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It's about choice, Diane Finley says, not disdain for daycare

Human Resources Minister Diane Finley speaks during Question Period in the House of Commons on Dec. 1, 2010.


Human Resources Minister Diane Finley tried to turn the heat back on the Liberals Friday, defending a remark she made the day before that seemed to suggest disdain for parents who enroll their children in daycare.

On Thursday, Ms. Finley told the Commons: "It's the Liberals who wanted to ensure that parents are forced to have other people raise their children. We do not believe in that."

The minister was referring to Liberal promises this week that they would revive their plans for a national childcare program - albeit in a more modest form - if they were to form the government after the next election.

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Liberal MP Raymonde Folco took exception to Ms. Finley's remark, which she said was "completely odious." Ms. Folco accused the minister of implying that the 70 per cent of Canadian women who leave their preschool children with daycare providers are unworthy mothers.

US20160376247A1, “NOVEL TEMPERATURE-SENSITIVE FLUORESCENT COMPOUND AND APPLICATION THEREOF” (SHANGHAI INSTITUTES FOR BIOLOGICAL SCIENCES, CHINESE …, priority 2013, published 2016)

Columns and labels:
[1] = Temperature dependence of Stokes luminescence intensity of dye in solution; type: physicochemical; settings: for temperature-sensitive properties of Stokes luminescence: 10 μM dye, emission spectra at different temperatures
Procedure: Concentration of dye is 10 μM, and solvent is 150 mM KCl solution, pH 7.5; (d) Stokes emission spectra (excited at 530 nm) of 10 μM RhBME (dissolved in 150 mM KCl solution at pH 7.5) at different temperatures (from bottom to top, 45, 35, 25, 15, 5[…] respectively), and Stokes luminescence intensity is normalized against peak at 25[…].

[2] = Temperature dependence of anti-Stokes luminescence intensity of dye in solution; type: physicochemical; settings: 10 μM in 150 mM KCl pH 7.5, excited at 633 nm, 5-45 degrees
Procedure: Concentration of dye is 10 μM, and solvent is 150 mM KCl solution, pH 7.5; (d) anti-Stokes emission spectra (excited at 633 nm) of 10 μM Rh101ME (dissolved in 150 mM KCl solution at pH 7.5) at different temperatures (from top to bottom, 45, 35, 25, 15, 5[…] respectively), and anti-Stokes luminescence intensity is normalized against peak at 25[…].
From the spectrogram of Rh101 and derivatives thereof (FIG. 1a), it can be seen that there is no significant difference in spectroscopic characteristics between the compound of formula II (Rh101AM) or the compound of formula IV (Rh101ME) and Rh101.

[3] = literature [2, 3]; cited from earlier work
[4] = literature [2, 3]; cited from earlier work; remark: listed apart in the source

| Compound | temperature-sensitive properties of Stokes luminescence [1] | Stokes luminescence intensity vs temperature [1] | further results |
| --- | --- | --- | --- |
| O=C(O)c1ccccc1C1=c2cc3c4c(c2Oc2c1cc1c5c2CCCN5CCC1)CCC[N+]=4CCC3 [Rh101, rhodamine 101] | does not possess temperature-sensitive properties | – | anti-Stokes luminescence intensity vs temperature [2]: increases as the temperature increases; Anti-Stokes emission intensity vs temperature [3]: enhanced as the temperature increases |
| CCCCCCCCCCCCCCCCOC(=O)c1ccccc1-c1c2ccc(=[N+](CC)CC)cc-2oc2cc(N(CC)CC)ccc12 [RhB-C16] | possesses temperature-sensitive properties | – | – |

"Will the Conservatives dare to repeat this insult with the Canadian families?" Ms. Folco asked during Question Period Friday.

Ms. Finley replied that the thing that distinguishes the Conservative vision for childcare from that of the Liberals is choice.

"We believe that [parents]should have the choice as to whether they care for their children at home or whether they use daycare or whether someone close them, a family member or neighbour, looks after that," she said.

Ms. Finley then took shots at the Liberal childcare proposal, saying Liberal MP John McCallum has panned it as being unaffordable.

And she quoted Liberal MP Carolyn Bennett as saying staying at home to raise children does not constitute a real job. "Shame on her," Ms. Finley charged.

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About the Author
Parliamentary reporter

Gloria Galloway has been a journalist for almost 30 years. She worked at the Windsor Star, the Hamilton Spectator, the National Post, the Canadian Press and a number of small newspapers before being hired by The Globe and Mail as deputy national editor in 2001. Gloria returned to reporting two years later and joined the Ottawa bureau in 2004. More

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